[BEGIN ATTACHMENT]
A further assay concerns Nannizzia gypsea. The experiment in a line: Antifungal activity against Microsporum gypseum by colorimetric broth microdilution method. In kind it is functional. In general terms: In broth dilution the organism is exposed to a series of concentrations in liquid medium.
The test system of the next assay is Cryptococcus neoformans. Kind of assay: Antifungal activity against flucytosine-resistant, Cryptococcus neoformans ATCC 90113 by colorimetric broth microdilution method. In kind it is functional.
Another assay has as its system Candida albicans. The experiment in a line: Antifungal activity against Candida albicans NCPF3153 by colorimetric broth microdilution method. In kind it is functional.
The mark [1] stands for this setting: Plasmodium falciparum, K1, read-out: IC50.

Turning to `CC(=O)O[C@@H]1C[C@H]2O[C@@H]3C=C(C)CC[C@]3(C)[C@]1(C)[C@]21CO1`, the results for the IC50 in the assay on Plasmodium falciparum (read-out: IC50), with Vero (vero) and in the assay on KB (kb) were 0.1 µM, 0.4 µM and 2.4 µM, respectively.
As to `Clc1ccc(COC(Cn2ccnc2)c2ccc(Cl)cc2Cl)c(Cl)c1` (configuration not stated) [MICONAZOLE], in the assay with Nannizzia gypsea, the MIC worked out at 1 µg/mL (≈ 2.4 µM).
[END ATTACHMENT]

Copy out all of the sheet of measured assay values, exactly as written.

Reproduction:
A further assay concerns Nannizzia gypsea. The experiment in a line: Antifungal activity against Microsporum gypseum by colorimetric broth microdilution method. In kind it is functional. In general terms: In broth dilution the organism is exposed to a series of concentrations in liquid medium.
The test system of the next assay is Cryptococcus neoformans. Kind of assay: Antifungal activity against flucytosine-resistant, Cryptococcus neoformans ATCC 90113 by colorimetric broth microdilution method. In kind it is functional.
Another assay has as its system Candida albicans. The experiment in a line: Antifungal activity against Candida albicans NCPF3153 by colorimetric broth microdilution method. In kind it is functional.
The mark [1] stands for this setting: Plasmodium falciparum, K1, read-out: IC50.

Turning to `CC(=O)O[C@@H]1C[C@H]2O[C@@H]3C=C(C)CC[C@]3(C)[C@]1(C)[C@]21CO1`, the results for the IC50 in the assay on Plasmodium falciparum (read-out: IC50), with Vero (vero) and in the assay on KB (kb) were 0.1 µM, 0.4 µM and 2.4 µM, respectively.
As to `Clc1ccc(COC(Cn2ccnc2)c2ccc(Cl)cc2Cl)c(Cl)c1` (configuration not stated) [MICONAZOLE], in the assay with Nannizzia gypsea, the MIC worked out at 1 µg/mL (≈ 2.4 µM).